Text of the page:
Discourse is a critical look at one topic influencing our lives each month. The May 2020 Discourse is IQ.
This is a puzzle book. It does have scoring but it strikes me as incomplete for measurement. That said, if you enjoy puzzles of different types (words, shapes, numbers, logic, etc.), you may enjoy this.
This post gets into an explanation of what we can versus cannot (yet) do with PET and fMRI scans, and it tries to get to the heart of the ethics of psychometric and biological testing. The IQ tests we are most familiar with are psychometric. fMRI scans may provide biological . . . at some point.
There are exciting possibilities that neuroimaging intelligence tests may bring. On the one hand, we can learn so much about the brain, how we think and how we can make it better. On the other hand, ….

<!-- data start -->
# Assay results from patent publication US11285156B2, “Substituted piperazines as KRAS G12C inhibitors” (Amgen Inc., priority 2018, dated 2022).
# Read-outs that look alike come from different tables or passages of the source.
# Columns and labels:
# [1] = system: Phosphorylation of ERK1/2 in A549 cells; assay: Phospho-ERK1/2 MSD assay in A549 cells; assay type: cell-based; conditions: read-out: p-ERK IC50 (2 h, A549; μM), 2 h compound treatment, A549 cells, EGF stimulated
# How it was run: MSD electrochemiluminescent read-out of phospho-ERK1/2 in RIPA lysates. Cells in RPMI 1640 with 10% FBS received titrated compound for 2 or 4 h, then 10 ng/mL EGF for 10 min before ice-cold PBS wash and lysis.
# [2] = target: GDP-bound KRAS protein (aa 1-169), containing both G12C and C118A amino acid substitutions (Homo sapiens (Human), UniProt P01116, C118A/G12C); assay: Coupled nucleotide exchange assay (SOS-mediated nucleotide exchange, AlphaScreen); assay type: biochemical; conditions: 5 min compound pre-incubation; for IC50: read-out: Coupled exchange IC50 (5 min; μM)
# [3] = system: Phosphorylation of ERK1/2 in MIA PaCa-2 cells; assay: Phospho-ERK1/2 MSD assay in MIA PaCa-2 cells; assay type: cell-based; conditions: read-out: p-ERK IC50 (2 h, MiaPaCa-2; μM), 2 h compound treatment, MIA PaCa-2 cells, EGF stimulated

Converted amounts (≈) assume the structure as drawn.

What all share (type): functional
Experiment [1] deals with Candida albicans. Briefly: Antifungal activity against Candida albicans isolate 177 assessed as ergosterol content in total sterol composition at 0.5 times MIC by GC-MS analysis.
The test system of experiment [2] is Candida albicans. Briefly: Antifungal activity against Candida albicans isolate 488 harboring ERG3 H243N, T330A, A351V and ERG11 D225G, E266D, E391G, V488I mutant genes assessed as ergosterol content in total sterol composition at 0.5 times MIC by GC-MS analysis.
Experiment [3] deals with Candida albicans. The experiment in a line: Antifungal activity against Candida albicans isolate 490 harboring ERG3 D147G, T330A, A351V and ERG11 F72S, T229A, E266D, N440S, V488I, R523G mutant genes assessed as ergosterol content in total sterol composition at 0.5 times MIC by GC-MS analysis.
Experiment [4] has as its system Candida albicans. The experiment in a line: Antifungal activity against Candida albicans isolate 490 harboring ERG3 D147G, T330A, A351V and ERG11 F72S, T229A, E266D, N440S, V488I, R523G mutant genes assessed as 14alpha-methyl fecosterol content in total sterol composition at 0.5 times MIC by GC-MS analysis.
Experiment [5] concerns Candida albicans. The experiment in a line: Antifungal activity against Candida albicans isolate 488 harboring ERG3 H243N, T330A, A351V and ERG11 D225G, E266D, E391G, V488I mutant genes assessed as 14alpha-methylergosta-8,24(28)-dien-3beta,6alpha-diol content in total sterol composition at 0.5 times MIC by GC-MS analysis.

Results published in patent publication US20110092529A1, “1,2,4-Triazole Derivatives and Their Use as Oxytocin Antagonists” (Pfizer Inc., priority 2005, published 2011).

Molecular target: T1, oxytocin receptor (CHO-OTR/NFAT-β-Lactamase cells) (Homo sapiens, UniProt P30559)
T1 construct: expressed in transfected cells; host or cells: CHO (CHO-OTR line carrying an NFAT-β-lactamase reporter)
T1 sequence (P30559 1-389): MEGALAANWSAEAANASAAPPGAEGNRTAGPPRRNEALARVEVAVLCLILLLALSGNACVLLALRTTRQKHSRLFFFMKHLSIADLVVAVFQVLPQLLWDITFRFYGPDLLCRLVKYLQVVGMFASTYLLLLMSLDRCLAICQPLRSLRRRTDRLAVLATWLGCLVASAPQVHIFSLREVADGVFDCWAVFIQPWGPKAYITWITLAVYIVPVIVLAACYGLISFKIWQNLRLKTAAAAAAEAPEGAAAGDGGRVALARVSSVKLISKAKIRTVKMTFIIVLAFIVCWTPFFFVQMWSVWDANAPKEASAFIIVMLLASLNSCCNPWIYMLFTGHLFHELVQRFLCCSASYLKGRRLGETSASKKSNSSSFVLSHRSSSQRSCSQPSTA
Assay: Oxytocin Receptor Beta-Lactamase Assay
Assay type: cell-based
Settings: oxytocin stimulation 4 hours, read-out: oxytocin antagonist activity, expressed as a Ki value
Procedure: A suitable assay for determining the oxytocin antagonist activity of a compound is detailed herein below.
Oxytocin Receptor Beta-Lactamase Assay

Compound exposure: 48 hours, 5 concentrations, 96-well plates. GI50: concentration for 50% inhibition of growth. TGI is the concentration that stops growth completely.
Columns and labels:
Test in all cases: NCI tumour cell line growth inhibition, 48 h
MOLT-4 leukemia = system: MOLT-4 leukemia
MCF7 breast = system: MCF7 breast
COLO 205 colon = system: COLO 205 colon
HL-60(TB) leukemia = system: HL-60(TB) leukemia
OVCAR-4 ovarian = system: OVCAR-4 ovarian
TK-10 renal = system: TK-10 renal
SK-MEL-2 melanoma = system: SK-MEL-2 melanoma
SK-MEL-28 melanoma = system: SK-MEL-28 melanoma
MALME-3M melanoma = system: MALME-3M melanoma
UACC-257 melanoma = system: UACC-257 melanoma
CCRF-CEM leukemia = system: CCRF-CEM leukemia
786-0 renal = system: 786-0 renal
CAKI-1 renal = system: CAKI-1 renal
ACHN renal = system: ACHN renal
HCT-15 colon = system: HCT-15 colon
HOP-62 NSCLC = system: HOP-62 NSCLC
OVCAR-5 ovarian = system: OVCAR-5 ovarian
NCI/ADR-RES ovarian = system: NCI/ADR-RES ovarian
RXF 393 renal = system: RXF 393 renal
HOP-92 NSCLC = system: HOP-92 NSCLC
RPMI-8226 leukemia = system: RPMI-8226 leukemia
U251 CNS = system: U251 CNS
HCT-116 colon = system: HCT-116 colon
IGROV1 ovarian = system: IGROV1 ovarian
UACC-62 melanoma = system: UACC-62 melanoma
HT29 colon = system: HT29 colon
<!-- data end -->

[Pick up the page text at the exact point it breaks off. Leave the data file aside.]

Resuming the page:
Here’s an overview of the Eleven Ways your IQ score is predictive… which gives cursory mention to the ways your IQ impacts your daily life. What surprises most of the families I work with is how much is inherited, 40-80% is heritable. Females inherit IQ form both parents. Males inherit IQ from Mothers. It’s all in the Xs and Ys.
"Brain scans support findings that IQ can rise or fall significantly during adolescence"
"We found a considerable amount of change in how our subjects performed on the IQ tests in 2008 compared to four years earlier," explains Sue Ramsden, first author of the study. "Some subjects performed markedly better but some performed considerably worse. We found a clear correlation between this change in performance and changes in the structure of their brains and so can say with some certainty that these changes in IQ are real."
Discourse is a critical look at one topic influencing our lives each month. If you're not already a subscriber and found this newsletter worth your while then please sign up.